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Species by Continent
Key to ID of U.S. Species
Alexander's -- alexanderi
Black-horned -- nigricornis
Broad-winged -- latipennis
Davis' -- exclamationis
Different-horned -- varicornis
Fast-calling -- celerinictus
Forbes' -- forbesi
Four-spotted -- quadripuinctatus
Narrow-winged -- niveus
Pine -- pini
Prairie -- argentinus
Riley's -- rileyi
Snowy -- fultoni
Tamarack -- laricis
Texas -- texensis
Thin-lined -- leptogrammus
Walker's -- walkeri
Western -- californicus
Two-spotted - N. bipunctata
Allard's (tropical)
Nicaraguan Oecanthus x3
Nicaragua Neoxabea x2
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Warm up singing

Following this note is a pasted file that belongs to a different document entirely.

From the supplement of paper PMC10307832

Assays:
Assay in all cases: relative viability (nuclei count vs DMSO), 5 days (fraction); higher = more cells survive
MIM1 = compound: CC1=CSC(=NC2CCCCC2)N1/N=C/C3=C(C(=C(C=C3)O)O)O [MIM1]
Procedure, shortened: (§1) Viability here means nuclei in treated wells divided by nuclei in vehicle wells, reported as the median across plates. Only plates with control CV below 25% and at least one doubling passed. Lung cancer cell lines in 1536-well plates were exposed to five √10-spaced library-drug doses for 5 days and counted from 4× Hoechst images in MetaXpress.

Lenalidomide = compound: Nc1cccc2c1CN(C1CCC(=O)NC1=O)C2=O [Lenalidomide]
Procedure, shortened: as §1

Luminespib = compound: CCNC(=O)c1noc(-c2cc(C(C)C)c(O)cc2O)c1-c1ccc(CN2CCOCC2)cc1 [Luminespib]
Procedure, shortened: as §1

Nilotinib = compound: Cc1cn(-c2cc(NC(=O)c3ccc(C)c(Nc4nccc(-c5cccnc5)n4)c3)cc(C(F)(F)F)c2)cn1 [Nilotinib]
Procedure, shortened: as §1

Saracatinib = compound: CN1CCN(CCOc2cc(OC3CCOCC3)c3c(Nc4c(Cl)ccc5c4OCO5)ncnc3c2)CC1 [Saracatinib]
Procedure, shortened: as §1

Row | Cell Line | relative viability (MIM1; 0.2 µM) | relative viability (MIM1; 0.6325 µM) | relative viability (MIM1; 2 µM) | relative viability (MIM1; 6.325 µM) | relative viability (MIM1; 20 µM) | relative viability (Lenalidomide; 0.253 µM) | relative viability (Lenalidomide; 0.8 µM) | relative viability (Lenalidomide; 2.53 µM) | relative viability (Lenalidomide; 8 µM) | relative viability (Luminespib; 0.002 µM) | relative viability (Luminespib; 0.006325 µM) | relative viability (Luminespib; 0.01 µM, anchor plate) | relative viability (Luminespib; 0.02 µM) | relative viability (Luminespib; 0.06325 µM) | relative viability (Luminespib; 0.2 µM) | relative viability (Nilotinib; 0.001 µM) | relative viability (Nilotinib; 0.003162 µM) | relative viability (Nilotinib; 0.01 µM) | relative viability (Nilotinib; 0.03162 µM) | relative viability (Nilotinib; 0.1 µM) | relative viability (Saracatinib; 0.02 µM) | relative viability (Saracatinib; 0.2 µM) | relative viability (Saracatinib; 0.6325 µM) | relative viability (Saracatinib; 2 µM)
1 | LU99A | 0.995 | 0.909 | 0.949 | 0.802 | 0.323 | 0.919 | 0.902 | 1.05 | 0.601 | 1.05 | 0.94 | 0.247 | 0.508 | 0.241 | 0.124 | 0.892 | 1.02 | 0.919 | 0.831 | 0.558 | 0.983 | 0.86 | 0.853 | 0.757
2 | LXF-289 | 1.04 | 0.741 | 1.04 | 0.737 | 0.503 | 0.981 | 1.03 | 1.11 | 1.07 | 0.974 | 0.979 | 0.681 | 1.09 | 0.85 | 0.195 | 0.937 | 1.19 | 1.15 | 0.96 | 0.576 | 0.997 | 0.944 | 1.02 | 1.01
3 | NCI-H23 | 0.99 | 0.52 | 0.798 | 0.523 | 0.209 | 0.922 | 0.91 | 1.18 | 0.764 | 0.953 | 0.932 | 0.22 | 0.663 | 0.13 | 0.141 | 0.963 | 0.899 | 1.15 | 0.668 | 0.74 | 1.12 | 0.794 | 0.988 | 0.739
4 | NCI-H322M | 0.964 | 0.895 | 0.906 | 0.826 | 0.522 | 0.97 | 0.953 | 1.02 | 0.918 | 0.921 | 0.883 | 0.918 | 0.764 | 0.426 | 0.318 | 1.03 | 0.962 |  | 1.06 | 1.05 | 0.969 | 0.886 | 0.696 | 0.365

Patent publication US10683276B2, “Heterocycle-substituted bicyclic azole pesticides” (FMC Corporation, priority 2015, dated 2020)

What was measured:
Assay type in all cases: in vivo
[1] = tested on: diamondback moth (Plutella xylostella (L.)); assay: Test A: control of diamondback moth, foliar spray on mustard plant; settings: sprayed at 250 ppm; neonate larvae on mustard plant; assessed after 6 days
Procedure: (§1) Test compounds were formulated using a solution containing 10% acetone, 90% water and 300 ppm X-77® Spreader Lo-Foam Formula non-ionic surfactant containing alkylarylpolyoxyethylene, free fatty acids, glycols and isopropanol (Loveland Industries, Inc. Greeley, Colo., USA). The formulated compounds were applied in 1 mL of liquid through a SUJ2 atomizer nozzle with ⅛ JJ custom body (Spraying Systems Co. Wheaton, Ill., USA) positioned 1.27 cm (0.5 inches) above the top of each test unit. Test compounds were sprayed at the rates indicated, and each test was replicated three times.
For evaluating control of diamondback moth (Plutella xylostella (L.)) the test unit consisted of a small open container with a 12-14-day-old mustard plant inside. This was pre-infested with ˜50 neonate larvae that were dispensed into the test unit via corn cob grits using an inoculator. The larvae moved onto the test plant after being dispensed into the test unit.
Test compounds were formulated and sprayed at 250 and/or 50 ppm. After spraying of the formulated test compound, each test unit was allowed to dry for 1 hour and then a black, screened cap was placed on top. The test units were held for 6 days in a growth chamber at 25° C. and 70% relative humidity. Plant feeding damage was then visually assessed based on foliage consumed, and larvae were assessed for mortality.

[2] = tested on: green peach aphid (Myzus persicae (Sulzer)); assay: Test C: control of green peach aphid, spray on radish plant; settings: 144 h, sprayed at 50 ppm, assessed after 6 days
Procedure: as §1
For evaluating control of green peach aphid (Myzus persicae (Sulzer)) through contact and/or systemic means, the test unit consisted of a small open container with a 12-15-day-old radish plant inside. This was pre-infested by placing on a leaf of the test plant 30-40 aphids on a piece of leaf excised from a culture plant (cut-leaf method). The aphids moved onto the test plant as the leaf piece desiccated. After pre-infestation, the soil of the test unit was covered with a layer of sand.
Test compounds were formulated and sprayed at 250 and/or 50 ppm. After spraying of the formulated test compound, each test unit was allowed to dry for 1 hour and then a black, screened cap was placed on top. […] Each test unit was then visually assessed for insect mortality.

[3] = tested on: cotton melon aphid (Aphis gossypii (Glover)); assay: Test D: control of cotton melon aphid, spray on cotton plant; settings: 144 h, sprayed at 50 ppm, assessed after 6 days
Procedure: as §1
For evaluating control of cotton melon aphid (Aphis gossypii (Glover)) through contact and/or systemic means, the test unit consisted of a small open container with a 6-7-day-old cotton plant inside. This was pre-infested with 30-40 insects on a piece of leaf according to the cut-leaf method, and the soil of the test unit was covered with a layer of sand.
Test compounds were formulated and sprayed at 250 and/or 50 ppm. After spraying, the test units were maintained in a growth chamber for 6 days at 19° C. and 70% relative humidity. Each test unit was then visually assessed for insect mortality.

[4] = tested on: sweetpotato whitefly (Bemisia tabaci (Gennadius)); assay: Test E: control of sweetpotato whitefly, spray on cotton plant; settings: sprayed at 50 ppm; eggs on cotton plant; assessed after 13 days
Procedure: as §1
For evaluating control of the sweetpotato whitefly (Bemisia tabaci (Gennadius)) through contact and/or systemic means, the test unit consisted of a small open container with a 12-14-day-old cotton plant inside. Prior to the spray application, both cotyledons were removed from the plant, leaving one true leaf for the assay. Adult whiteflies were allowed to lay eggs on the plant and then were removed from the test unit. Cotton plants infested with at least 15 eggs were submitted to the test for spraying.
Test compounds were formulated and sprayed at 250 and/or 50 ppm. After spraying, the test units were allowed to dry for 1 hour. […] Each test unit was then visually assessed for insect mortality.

Synchronous songs
Of Special Interest
   
 


Singing male O. forbesi(Forbes' tree cricket) - the wings lift to sing and close after the singing stops. 
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Light colored males tend to have a dark strip on the head running down into the pronotum.


Female Forbes' tree crickets tend to have yellowish heads.

































This is a dark colored male Forbes' tree cricket.


It is impossible to separate Forbes' from Black-horned tree crickets by appearance alone. Some Black-horned tree crickets are 95% green; some Forbes' tree crickets have very black limbs, head and pronotum.

This pair of tree crickets have areas of deep black. Analysis of the male's song showed these are Forbes' tree crickets.


Description by E. Titus.

Forbes